The current public health crisis raises serious additional concerns for the wellbeing of people who use drugs, ensuring service continuity for those with drug problems, and the protection of those offering care and support for this population. The purpose of this briefing is to highlight emerging risks linked to the COVID-19 pandemic for people who use drugs and those providing services for them from a European perspective, and where necessary to encourage planning, review and adaption of frontline and specialist drug interventions.

The guidance provides useful information to staff and health care providers working in prisons, and to prison authorities. It explains how to prevent and address a potential disease outbreak and stresses important human rights elements that must be respected in the response to COVID-19 in prisons and other places of detention. Access to information and adequate health care provision, including for mental disorders, are essential aspects in preserving human rights in such places.

People Who Use Drugs can be considered as a risk group in the COVID-19 epidemic. They often live at the margins of society with low or no access to housing, employment, financial resources, social and health care, and face systematic discrimination and criminalisation in the majority of countries. Correlation – European Harm Reduction Network and the Eurasian Harm Reduction Association, together with the Rights Reporter Foundation, published a joint position on the continuity of harm reduction services during the COVID-19 crisis.

Many sex workers come from communities that already face high levels of marginalization and social exclusion including people living in poverty, migrants and refugees, trans people and drug users. Sex workers who are the primary earners in their families, or who don't have alternative means of support are at risk of being forced into more precarious and dangerous situations to survive. ICRSE is calling for national governments to urgently act to ensure that sex workers, along with their families and communities, can access social protections during the COVID-19 pandemic.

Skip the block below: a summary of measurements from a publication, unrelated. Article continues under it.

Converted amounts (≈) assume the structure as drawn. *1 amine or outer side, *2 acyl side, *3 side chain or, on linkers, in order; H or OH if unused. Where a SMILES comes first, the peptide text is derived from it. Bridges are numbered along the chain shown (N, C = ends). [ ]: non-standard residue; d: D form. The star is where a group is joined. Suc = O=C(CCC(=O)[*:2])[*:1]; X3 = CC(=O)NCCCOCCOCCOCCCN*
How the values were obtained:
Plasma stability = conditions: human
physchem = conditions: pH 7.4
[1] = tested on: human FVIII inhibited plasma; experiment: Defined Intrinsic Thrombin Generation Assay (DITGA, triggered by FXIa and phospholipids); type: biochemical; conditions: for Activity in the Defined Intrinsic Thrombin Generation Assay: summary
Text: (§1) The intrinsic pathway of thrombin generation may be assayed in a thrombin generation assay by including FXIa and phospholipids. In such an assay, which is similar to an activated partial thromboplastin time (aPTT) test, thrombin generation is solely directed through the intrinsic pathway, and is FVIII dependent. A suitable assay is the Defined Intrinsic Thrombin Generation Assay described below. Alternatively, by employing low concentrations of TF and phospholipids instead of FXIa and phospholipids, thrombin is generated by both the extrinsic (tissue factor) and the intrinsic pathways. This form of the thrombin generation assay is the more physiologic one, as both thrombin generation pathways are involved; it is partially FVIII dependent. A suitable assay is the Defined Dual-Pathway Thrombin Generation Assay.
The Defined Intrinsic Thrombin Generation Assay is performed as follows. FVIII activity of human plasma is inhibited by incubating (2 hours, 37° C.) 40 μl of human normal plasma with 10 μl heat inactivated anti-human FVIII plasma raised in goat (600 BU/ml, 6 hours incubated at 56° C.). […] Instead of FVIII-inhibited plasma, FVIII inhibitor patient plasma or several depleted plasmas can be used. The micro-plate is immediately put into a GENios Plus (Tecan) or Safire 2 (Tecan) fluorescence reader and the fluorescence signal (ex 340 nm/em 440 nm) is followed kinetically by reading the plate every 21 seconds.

There is currently no clear evidence that people living with HIV are at an increased risk of acquiring COVID-19 or of becoming more ill from it. However, many people living with HIV are ageing and/or have other health conditions, including heart disease or lung disease, that are known to make people susceptible to more severe COVID-19 disease. UNAIDS published ressources on "What people living with HIV need to know about HIV and COVID-19".


UN human rights experts urged States to avoid overreach of security measures in their response to the coronavirus outbreak and reminded them that emergency powers should not be used to quash dissent.


If there are any questions about the resources or you would like to get in contact with us, please write to: info@aidsactioneurope.org.